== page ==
WIMPHELING, Jacobus (1450-1528). Philippica in laudem et defensionem Philippi comitis Rheni Palatini Bavariae ducis. Strassburg: Martin Schott, 19 November 1498.
Chancery 4° (180 x 120mm). Collation: A6 B C4 (A1r title and woodcut arms of the Palatine and Bavaria, A1v blank, A2r text, C4r colophon and printer's device). 14 leaves, 34 lines. Types: 5:210G (heading), 4:85R (text). (Repair to margin of B2 edging into text, a few small wormholes). Modern half vellum with marbled paper boards.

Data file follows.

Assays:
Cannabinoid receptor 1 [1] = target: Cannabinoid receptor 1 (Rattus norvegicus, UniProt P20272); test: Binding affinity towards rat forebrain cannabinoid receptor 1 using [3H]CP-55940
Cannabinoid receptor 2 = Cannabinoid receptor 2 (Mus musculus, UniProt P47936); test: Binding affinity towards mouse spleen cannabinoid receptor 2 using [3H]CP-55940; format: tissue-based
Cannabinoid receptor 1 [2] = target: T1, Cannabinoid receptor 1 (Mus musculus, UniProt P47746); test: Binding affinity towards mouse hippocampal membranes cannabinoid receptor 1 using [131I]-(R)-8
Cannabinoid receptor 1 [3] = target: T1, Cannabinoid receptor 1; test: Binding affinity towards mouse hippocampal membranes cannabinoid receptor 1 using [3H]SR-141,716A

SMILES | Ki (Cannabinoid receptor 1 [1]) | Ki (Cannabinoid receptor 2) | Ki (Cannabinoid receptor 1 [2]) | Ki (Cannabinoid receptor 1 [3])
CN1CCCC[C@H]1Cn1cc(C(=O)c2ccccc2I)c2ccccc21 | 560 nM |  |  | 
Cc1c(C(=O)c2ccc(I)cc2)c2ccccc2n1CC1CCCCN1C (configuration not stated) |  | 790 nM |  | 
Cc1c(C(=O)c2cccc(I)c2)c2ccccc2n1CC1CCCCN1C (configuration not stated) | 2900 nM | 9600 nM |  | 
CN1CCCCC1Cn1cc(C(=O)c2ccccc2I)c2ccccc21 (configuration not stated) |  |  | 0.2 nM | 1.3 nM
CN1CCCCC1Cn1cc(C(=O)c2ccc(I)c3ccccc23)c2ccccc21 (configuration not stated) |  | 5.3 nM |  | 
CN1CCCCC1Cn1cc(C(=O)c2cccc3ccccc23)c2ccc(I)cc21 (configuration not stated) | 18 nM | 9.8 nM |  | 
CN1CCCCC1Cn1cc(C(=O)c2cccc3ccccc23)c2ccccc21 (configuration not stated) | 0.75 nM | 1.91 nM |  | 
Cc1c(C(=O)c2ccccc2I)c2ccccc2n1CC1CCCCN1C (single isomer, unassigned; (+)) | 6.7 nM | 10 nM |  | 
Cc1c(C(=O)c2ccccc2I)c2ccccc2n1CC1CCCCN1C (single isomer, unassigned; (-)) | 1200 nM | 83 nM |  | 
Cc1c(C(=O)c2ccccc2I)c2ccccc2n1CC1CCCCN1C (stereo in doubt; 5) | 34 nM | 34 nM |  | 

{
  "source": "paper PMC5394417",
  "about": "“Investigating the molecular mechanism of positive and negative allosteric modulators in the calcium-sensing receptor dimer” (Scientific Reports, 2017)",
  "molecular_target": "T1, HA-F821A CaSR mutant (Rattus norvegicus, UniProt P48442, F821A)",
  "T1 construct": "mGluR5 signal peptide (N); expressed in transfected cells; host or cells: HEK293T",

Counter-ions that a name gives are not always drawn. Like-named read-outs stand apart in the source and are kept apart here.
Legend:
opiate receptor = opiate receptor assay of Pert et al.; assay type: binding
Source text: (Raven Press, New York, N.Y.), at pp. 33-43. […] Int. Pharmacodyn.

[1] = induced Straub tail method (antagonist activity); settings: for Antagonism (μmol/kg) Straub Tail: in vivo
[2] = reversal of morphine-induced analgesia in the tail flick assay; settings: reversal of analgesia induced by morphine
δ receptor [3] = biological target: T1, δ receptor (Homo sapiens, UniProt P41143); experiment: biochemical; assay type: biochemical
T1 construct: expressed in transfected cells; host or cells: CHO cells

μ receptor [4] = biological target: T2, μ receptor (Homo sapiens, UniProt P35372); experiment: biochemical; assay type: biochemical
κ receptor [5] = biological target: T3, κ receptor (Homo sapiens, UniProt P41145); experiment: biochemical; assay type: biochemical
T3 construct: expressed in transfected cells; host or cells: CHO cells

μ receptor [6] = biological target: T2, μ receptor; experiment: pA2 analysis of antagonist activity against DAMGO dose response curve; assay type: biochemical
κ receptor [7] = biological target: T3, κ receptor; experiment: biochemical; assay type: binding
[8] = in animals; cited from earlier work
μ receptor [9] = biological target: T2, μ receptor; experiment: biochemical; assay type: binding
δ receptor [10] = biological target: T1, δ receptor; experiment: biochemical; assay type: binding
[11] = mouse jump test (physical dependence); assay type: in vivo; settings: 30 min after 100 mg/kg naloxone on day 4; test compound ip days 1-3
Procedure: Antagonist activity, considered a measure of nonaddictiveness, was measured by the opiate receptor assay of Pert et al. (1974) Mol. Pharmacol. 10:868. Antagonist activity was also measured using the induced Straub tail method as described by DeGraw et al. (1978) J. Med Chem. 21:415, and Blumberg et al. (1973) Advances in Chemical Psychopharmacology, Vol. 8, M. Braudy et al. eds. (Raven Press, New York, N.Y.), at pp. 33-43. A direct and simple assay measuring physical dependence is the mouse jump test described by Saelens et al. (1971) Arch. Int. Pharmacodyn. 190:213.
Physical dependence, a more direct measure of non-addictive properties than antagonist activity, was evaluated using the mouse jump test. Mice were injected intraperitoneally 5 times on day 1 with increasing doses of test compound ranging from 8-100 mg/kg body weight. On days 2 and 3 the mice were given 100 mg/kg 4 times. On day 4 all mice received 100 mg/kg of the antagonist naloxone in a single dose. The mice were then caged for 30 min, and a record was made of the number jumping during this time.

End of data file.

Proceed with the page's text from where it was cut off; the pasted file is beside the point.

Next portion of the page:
FIRST EDITION of this work by Jakob Wimpfeling, German humanist of the late 15th- and early 16th-centuries and member of Celtis's 'Sodelitas Rhenania'(see lot 52). Wimpfeling was the most conservative of the leading humanists, concerned with preserving the Empire and existing ecclesiastical dogma, but in this way he was typical of a large segment of German humanism throughout this period. Originating from Sélestat, Upper Alsace, Wimpfeling became professor of poetry and rhetoric at Heidelberg University in 1496, at the request of Philip, elector Palatine. Philippica was written by Wimpfeling in 1498 as pedagogic-political rhetoric, discussing the duties of a competent prince in the form of a dialogue, and performed in the presence of Elector Philip. It was followed a few days later by a companion piece, Wimpfeling's second work, Agatharcia (see lot 205) - the study of a modern prince, dedicated to the Elector's son, the future Louis V. His next work was Adolescentia, which was considered to be the definitive work in Germany on humanistic education. Wimpfeling subsequently retired to the Williamite Monastery in Strassburg where he continued his studies and plans for educational reform, producing numerous works and becoming involved with other influential humanists, such as Johann Geiler, Sebastian Brant and, more loosely, Erasmus. RARE; no copy sold at auction since the Broxbourne sale (1978). HC 16186; BMC I 96 (IA 1218); BSB-Ink. W-75; Schreiber 5483; Goff W-47.